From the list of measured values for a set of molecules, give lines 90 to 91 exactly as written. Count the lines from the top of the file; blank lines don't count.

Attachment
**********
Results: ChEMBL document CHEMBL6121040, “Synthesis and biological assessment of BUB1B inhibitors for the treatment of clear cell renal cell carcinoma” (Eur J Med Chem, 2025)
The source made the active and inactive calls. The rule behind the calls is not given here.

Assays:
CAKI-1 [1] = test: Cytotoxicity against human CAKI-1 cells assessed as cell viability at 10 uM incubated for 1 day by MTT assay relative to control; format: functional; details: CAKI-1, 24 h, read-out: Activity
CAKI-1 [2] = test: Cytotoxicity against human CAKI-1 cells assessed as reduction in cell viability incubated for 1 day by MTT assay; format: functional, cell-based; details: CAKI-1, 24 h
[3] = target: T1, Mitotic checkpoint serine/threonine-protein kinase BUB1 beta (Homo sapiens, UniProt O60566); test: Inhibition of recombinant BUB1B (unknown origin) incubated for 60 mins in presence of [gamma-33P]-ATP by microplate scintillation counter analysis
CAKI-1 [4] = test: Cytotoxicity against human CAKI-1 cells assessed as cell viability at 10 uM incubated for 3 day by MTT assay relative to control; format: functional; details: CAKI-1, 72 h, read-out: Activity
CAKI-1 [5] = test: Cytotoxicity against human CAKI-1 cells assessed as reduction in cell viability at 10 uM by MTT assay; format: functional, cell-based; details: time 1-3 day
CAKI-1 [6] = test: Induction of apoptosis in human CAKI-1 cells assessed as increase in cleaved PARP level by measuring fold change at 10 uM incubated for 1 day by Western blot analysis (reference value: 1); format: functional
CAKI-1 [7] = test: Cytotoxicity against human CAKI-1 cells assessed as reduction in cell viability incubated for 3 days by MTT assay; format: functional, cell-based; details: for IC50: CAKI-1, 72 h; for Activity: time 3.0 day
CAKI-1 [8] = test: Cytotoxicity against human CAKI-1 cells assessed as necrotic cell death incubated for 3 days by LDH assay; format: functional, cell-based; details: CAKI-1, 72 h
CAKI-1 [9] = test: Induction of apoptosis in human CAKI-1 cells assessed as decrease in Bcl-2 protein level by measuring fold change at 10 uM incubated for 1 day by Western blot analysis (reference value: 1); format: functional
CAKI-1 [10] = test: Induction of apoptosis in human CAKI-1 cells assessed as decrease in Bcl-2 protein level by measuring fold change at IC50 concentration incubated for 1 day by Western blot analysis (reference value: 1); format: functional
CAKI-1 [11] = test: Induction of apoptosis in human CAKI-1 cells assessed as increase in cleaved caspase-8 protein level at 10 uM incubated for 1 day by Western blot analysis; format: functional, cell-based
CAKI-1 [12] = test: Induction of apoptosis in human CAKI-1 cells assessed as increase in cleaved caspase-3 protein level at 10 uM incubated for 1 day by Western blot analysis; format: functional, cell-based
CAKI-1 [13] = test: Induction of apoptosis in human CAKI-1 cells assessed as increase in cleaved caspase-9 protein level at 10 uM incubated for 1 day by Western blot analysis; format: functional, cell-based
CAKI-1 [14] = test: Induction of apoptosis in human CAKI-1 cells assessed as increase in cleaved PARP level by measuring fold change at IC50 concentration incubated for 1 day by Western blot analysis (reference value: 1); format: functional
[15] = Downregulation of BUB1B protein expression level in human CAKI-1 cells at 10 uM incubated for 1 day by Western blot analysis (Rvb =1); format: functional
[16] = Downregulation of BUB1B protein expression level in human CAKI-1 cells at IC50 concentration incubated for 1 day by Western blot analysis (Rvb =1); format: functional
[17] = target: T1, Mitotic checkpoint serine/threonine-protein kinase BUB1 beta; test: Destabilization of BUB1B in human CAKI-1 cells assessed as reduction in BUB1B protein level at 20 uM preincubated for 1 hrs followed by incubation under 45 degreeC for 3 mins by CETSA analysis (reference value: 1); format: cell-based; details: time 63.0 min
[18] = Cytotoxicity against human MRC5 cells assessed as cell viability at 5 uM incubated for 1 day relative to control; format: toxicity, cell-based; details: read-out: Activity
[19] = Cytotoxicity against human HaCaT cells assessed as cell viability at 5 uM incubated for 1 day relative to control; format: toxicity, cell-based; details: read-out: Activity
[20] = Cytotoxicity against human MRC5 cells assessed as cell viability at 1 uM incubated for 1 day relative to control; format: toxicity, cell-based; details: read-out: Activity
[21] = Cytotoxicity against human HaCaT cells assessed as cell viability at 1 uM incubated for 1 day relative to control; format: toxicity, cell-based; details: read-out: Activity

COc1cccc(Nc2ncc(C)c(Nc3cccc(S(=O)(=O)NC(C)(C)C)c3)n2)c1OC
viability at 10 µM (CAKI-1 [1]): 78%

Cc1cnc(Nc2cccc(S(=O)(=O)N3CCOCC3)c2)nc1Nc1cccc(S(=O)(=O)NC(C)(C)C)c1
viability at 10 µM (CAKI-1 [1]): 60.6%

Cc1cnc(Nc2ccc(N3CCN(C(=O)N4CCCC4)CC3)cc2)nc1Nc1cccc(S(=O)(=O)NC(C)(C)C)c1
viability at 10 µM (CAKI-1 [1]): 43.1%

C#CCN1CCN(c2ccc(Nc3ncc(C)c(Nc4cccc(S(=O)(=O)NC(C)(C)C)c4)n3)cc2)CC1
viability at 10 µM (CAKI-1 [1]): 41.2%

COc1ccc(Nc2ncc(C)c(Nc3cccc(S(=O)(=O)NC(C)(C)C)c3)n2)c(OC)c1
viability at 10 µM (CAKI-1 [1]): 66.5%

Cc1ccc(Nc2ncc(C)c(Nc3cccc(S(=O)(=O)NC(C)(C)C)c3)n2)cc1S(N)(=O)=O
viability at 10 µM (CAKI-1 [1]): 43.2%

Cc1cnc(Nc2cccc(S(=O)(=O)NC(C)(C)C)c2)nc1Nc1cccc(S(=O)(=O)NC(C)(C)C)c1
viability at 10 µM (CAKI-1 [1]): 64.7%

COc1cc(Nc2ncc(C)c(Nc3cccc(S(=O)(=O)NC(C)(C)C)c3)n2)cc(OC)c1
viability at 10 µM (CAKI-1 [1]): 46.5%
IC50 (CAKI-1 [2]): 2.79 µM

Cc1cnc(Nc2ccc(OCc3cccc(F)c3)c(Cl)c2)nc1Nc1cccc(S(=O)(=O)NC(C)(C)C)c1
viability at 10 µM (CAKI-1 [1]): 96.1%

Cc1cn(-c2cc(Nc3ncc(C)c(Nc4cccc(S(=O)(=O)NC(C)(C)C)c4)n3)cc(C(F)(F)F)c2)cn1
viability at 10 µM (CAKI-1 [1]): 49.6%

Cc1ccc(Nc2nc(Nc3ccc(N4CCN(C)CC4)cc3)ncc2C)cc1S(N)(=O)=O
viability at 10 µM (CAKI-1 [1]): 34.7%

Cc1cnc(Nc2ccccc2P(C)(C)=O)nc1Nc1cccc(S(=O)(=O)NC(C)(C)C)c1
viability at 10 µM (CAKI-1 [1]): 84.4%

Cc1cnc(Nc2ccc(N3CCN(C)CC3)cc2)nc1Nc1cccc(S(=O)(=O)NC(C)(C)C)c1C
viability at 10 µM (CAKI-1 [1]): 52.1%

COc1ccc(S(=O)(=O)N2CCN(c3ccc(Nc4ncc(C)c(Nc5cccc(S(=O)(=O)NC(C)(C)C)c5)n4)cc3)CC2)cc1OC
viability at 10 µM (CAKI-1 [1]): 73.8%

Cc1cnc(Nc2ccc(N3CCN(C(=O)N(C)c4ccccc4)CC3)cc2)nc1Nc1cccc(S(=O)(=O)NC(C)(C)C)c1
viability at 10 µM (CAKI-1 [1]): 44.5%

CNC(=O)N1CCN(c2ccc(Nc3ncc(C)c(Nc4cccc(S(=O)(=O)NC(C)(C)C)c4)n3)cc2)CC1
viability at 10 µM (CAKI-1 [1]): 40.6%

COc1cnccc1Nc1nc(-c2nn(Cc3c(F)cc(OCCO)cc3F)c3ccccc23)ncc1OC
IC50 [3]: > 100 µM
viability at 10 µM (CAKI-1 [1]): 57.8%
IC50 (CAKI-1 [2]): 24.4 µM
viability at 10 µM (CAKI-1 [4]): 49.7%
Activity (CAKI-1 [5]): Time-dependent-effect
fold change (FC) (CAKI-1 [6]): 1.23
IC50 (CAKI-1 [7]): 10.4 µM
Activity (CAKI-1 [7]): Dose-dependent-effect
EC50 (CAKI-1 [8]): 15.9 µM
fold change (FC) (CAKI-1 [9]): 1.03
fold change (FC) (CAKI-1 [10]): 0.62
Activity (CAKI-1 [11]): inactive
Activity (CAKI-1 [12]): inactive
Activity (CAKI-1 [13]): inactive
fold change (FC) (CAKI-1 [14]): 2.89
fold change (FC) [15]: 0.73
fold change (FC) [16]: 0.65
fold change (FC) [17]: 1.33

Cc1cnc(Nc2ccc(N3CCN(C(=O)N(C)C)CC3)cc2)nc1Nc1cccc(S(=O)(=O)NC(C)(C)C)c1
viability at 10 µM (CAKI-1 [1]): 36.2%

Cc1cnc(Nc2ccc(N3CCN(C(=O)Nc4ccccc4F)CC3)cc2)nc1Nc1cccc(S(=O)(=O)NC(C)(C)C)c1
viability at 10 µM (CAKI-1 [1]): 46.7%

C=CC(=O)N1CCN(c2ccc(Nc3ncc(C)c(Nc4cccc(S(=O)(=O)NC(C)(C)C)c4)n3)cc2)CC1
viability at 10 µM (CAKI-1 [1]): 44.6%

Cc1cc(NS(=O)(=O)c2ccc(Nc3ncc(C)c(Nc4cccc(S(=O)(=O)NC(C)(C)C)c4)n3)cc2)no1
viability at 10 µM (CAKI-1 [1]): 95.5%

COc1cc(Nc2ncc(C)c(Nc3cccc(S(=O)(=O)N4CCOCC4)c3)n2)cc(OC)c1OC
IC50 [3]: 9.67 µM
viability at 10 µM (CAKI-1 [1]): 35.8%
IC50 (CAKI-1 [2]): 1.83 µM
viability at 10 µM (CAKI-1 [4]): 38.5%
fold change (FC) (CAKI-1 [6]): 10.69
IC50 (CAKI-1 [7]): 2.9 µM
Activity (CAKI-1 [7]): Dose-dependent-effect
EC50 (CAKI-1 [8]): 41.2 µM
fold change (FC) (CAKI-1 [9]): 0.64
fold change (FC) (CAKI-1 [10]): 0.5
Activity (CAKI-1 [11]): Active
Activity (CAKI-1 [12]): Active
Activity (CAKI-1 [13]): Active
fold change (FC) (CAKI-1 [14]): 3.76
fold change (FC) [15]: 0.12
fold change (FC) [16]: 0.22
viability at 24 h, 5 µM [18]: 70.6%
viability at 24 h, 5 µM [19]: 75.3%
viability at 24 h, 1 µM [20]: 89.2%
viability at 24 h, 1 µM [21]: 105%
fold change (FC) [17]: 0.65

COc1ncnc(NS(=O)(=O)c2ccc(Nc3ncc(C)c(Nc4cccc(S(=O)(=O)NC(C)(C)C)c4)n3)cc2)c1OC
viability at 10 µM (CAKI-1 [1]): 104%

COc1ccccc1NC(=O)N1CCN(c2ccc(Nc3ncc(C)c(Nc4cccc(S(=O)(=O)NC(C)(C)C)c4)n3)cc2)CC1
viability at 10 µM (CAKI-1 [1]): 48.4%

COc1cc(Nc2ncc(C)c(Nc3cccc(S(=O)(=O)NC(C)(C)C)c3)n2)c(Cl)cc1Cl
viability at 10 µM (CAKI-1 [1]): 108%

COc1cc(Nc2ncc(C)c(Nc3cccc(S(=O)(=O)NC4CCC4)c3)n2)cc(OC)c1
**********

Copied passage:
fold change (FC) (CAKI-1 [6]): 10.69
IC50 (CAKI-1 [7]): 2.9 µM